I visited them. And clinically went through the present process. Then I wrote my ideas and recommendations in a written report and emailed it.

I quote the relevant extracts from the report:


A) Reduce the size of the batch being processed in the initial stage. 
At present a large quantity of raw material is processed in one go. It is slow, time taking and perhaps non-uniform. It suffers from all the 3 Mudas.
Break it up into smaller chunks.
For example a single batch may contain just the right amount of material that can be processed into finished product in a day. For instance if only 1T of finished product can be processed in a day then the batch sizes would be of 1T only.
A 1. Stagger 
The whole batch is processed in one go. That is the whole batch is left for fermentation for the next 7 to 10 days depending on the prevailing season of the year before it is taken out for further sorting and processing. It suffers from all the 3 Mudas.
Since it takes 7 to 10 days (varies between summer and winter) for the raw meal to be ready for further processing. The batches can be planned in such a way depending on the season of the year — where preparation and production are in sync and it can start after the first batch is ready. It means the first batch is taken out after the 7th day and the next batch (prepared a day later) is taken out on the 8th day from the start of the production and so on…
B) Combine Preparation and Fermentation 
The preparation is done in a separate area. This is followed by storing for fermentation which is carried out in a separate area in plastic drums.
Combine the two processes.
Prepare the raw meal in the fermentation drum directly. It combines two activities in one stroke.
A suitable size of drum (used oil drums cut into halves) may be used for the purpose. The drums may be designed like the boiler drum available in the xxx office which would allow for stirring and mixing as well as act as air tight drums, which is necessary for fermentation.
The sprinkling of the chemicals that is required during preparation of the raw meal might be carried out in the way mosquito repellents are sprayed with the drum placed on the back of the sprayer. Similar drum containing the chemical can be strapped onto the back of the operator who sprays the required amount of chemical into the raw meal.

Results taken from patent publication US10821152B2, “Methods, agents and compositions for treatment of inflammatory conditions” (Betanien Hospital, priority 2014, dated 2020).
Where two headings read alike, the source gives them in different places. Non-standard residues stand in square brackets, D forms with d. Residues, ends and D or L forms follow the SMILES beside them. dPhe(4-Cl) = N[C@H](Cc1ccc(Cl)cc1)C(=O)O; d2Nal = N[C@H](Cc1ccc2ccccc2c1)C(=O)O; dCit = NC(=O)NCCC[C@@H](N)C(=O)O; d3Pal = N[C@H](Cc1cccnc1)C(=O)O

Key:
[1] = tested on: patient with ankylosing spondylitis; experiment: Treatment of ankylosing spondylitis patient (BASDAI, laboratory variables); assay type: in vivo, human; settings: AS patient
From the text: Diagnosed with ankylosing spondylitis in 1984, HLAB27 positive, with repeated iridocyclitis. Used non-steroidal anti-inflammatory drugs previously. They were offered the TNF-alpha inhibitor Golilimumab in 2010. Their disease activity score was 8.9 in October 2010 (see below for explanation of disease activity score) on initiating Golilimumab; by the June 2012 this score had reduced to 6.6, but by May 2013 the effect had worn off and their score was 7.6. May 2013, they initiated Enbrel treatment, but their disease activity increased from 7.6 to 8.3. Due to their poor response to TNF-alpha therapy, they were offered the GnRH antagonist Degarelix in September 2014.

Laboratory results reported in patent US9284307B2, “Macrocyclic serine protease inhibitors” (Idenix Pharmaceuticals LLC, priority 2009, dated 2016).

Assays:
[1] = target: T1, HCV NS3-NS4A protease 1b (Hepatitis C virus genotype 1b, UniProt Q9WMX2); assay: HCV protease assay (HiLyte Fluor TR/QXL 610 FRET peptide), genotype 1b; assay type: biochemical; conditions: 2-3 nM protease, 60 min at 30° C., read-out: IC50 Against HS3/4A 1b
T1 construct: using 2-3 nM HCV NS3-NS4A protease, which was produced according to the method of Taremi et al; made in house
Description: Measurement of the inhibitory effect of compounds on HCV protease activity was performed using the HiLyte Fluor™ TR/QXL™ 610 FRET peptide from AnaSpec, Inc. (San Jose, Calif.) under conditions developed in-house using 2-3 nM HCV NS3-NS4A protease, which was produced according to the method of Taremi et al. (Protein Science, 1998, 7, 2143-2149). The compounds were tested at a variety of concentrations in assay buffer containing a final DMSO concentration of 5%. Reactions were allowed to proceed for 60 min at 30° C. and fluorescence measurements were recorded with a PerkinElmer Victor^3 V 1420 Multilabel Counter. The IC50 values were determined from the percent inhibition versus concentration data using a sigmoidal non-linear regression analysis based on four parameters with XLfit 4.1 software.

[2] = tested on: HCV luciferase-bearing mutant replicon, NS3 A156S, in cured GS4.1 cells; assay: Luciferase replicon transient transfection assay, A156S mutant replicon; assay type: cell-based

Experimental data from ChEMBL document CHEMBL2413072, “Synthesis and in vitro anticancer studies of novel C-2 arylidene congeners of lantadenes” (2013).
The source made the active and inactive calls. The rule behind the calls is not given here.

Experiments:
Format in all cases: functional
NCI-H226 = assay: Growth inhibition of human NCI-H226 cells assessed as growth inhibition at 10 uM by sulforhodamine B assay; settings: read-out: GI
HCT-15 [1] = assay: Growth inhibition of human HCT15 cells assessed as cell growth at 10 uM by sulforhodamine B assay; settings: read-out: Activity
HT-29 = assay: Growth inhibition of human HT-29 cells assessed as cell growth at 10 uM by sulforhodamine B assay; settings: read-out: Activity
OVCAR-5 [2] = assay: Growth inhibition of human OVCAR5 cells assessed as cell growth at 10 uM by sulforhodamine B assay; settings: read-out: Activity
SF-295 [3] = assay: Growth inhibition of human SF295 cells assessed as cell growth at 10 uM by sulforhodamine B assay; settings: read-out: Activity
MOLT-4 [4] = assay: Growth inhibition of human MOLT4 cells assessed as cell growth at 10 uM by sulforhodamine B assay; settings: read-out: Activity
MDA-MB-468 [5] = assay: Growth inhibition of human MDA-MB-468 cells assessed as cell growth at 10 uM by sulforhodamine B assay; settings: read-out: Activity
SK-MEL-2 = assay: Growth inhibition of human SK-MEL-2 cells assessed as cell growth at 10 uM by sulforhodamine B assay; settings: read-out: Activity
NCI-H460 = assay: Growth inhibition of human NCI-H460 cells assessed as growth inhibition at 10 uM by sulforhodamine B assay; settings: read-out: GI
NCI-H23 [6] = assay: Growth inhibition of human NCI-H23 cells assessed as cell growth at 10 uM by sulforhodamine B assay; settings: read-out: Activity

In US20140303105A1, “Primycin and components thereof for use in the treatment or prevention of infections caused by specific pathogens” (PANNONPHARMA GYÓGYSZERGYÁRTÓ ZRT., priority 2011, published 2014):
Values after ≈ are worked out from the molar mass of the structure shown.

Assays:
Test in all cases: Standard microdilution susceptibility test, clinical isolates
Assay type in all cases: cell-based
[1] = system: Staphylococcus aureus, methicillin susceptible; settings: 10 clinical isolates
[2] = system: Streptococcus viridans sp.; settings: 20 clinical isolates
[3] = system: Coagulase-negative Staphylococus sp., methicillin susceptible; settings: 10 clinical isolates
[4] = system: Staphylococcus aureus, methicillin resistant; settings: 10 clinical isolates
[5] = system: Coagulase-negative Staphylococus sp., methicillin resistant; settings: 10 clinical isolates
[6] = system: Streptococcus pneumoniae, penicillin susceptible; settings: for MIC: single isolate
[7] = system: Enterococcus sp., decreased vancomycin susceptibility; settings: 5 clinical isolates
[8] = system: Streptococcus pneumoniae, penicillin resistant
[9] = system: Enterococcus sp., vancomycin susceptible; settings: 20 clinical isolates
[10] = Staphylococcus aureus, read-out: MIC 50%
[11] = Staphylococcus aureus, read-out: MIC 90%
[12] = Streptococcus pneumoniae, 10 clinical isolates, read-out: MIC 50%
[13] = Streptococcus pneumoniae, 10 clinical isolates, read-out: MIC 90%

There is a need to constantly stir the raw meal during preparation. This can be done manually by means of a gear drive made of plastic or wood (so that heavy lubrication is avoided, which may spill into the raw meal – thus contaminating it).
After the meal is prepared the drums can be shut tight (air tight) by a similar mechanism used for the xxx boiler drum.
The same drum can be placed on a titling mechanism (similar to platform used for industrial gases) which can be lowered when needed to the required height for packing and weighing.
Such a jugaard (half drum, detachable and movable cover, gear driven manual stirrer, chemical spray dispenser,  air tight mechanism, mounting on a tilting table like the way industrial gas cylinders are mounted) might be created for processing smaller batches.
C) Filling up the packets by calibrated mugs. 
At present the operator fills up the packets by haunch/feel. Then the right amount is adjusted after weighment. This is a trail and error method that entails a loss of productive time.
The material can be filled by help of calibrated mugs that would contain either 1 kg of raw meal (for 1 kg packs) or 2.5 kg of raw meal (for 5 kg packs). This improves accuracy, speed of operation and minimizes time losses from the system.
Presently the sequence of the processing is bit haphazard. This cause time loss and motion loss.
The entire process may be laid out in a orderly and logical sequence to eliminate motion loss, time loss and loss due to unevenness of loading.
The floor can be raised and leveled for that purpose complete with suitable and reliable electrical connections wherever needed. This would also prevent inundation of the work place by rain water during monsoon.
I am sure you found it difficult to follow what I recommended.
The owner, though he knew about the process, also found it difficult to follow the report. He called me up to say, ‘Hey, my men and I did not quite get what you want us to do in your report. Is it possible for you to come down and explain? I would be obliged if you may.”
Coming from a man who passed out from one of the best MBA schools in the world rang a bell in my mind. So if he can’t get it surely others might also find it difficult. And clearly there was any story here.
However, I wanted to avoid a visit (I never love physical travel) and thought what else might I do to make it clear to him and his men.What followed was a pictorial representation of what I wrote, which is as follows:
process (1)
After he got the pictorial view of the story I called him up to ask how he liked it. “Simply brilliant story!’ he replied.
I thank my colleagues Rick De and T R Khan for creating this moving visual story.
A picture is worth a thousand words — surely!!